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The ice is in for hockey season

By - Sep 03, 2017

 By Liesl Babicka/For The Sporting Nation

GLENDALE, Ariz. -- Arizona isn’t exactly known for its cold weather, snowfall or even hearing comments like, “The weather is perfect right now.” In the beginning of September, the average temperature hangs around 102 degrees.

Around the country, states are leaving the summer heat and entering the fall breezes. Not Arizona.

The last thing on the minds of Arizonans is how to freeze water in a large amount of space and keep it frozen for seven months.

But don’t fret, the Arizona Coyotes have the whole process figured out. The team installed the ice rink for the upcoming NHL season early Sunday morning.

Gila River Arena is a multipurpose arena used for hockey, concerts, bull riding and even basketball. When attending Coyotes’ games, fans usually don’t think about how the ice gets there, as the rink is already completed by the time of their first arrival.

“It means a beginning of a new season, we started preparing for this in June, we’ve done a few upgrades to the ice plan,” said director of operations Sean Langer.

The ice installation process begins four days before the Coyotes’ rookies report to camp, almost two weeks before veterans return to the ice.

“Three days ago, we started bringing down the floor temperature in two degrees increments to bring it down to about 12 degrees,” Langer said.

Gila River Arena must be at 55 degrees and cold purified water is then applied throughout the flooring.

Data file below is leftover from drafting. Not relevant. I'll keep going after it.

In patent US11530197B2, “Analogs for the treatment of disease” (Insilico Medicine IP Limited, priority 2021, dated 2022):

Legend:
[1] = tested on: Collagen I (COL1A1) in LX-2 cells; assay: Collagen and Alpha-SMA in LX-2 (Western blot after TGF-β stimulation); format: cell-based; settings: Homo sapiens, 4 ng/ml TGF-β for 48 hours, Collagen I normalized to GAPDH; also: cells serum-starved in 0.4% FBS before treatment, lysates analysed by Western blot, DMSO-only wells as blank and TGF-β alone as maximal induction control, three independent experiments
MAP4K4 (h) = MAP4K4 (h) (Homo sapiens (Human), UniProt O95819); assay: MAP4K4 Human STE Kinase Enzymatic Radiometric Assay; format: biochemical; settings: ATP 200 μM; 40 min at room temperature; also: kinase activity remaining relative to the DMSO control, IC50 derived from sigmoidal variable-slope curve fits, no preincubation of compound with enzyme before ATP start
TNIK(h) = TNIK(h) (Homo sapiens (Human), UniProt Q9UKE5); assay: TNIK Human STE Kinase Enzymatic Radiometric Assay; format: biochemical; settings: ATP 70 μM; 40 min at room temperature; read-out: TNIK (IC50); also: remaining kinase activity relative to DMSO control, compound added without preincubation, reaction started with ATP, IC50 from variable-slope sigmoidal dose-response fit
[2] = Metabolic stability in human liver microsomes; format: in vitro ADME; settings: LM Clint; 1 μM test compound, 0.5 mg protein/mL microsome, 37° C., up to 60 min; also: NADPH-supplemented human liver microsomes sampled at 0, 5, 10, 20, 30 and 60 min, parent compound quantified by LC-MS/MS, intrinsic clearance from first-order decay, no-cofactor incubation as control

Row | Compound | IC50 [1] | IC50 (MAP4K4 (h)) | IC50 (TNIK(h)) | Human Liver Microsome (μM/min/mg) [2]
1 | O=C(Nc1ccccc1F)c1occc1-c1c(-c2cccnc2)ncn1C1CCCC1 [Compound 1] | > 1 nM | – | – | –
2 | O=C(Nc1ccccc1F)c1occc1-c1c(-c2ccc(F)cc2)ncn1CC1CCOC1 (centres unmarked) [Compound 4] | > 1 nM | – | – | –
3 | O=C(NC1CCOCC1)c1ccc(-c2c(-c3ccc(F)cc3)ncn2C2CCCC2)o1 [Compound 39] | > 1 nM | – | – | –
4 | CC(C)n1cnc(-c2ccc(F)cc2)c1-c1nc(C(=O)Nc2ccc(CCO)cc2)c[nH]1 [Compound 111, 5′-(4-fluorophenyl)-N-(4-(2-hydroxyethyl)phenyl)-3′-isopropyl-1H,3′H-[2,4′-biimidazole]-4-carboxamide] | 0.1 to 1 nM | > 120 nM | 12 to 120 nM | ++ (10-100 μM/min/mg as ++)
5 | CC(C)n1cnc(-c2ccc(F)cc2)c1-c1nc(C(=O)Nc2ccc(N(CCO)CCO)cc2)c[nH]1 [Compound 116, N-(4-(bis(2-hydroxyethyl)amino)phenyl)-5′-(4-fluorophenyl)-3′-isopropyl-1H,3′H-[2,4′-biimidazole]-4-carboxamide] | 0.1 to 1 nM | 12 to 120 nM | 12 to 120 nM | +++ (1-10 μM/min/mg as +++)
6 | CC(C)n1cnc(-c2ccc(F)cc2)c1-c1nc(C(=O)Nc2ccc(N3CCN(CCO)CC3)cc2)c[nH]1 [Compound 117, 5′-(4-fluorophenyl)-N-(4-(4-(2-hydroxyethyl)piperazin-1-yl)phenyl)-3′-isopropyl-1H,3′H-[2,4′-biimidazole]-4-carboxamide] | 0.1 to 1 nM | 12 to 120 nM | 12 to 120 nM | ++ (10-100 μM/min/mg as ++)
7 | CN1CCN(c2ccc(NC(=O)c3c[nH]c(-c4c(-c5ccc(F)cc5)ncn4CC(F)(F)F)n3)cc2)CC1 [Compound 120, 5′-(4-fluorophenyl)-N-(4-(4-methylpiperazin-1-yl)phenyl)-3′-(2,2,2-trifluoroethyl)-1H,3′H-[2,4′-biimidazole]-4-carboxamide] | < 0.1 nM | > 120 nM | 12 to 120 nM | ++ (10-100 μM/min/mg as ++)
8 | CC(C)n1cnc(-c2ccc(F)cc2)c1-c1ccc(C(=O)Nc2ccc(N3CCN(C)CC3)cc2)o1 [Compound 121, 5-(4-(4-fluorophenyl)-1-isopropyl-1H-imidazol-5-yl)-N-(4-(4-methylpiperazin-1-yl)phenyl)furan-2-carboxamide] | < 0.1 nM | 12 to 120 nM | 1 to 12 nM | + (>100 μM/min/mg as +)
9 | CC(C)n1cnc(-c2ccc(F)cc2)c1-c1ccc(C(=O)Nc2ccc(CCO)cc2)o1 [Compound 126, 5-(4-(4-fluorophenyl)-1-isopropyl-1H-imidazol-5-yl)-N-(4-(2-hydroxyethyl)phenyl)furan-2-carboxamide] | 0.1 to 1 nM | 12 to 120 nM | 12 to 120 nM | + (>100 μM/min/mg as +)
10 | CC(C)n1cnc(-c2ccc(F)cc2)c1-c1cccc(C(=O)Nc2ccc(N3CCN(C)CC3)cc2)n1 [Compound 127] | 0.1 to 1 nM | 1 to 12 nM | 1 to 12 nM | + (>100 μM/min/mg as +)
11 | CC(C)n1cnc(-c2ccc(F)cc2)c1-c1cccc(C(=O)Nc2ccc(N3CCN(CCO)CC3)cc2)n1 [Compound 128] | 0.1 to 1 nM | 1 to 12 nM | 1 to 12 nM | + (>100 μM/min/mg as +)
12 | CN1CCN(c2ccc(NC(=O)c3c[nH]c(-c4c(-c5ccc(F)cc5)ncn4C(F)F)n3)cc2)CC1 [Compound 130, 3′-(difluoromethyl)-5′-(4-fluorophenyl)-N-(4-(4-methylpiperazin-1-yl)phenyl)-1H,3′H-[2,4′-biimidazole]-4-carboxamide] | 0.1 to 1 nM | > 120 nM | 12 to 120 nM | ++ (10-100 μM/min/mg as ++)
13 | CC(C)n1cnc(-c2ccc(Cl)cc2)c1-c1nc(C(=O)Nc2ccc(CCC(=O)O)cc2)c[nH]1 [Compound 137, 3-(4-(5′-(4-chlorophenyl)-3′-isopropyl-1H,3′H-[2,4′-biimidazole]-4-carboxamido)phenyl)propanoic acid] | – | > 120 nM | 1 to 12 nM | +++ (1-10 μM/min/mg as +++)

The water that is spread across the flooring is purified to help make the white paint more defined and bright.

However, the water is not kept cold for long. After a thickness of ice is formed, the water is turned up to 145 degrees, eliminating bubbles and extra air to strengthen the ice.

Throughout the entire installation there are 10,500 gallons of water used to make the ice perfect. A small portion of the water is mixed with powdered white paint to spray paint across the floor.

Overall, there are 500 gallons of white powdered paint used, as well as eight gallons of white paint to make the lines and markings in the ice.

After the base coat of water is sprayed over the flooring, an additional layer is painted, followed by two coats of water.

“There isn’t as much painting as there was back when I was here four years ago,” said operations manager Bill Butterfield. “It’s because a lot of the logos are mesh, so they get sprayed into the ice.”

Strings of yarn are frozen into the ice, serving as guides for painters to create the blue, red and goal lines. The logos in the ice, however, are not painted on. Instead, they use mesh logos, which are laid on the ice and subsequently covered in another layer of ice.

Once these steps are accomplished, the ice is flooded a final time to reach the one inch to 1 3/8 inches that is required for each home game.

This process isn’t an overnight finish. Rather, it takes approximately 36 work hours for the ice to be completed and ready to be skated on. According to Butterfield the process isn’t difficult, just time-consuming.

The Arizona weather isn’t always tamable, but the workers try their best to keep the ice as well maintained as possible.

“Every environment has its own challenges, here we are pretty dry so dehydration is a problem,” said ice technician Pat Schuler.

To the surprise of many the ice doesn’t disappear when other events come into the arena.

“The ice is always in all season, we don’t take it out, we don’t have to redo the whole thing,” commented Schuler.

If ice is ruined during these events it’s a simple fix for the workers to handle. Schuler and his team find the problem and just fix the area that needs to be fixed instead of redoing the entire ice.

Regular-season hockey is fast approaching. It's just over a month away.

Before that, the Coyotes have their first on-ice practice at Gila River Arena on September 15, with their first preseason game on Monday, September 18, against the Los Angeles Kings.



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